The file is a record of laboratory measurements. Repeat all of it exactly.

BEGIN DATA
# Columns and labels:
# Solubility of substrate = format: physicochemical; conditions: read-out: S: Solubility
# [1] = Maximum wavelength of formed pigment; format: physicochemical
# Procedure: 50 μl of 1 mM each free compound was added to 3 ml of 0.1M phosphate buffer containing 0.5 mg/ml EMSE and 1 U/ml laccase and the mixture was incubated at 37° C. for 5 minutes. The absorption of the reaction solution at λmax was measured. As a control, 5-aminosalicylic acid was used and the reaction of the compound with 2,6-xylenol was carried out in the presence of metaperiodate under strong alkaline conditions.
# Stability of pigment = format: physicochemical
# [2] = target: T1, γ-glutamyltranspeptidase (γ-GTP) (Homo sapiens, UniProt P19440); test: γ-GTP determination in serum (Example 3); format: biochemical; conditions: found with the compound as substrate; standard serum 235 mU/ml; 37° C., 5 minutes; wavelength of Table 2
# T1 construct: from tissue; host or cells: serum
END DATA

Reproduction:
# Columns and labels:
# Solubility of substrate = format: physicochemical; conditions: read-out: S: Solubility
# [1] = Maximum wavelength of formed pigment; format: physicochemical
# Procedure: 50 μl of 1 mM each free compound was added to 3 ml of 0.1M phosphate buffer containing 0.5 mg/ml EMSE and 1 U/ml laccase and the mixture was incubated at 37° C. for 5 minutes. The absorption of the reaction solution at λmax was measured. As a control, 5-aminosalicylic acid was used and the reaction of the compound with 2,6-xylenol was carried out in the presence of metaperiodate under strong alkaline conditions.
# Stability of pigment = format: physicochemical
# [2] = target: T1, γ-glutamyltranspeptidase (γ-GTP) (Homo sapiens, UniProt P19440); test: γ-GTP determination in serum (Example 3); format: biochemical; conditions: found with the compound as substrate; standard serum 235 mU/ml; 37° C., 5 minutes; wavelength of Table 2
# T1 construct: from tissue; host or cells: serum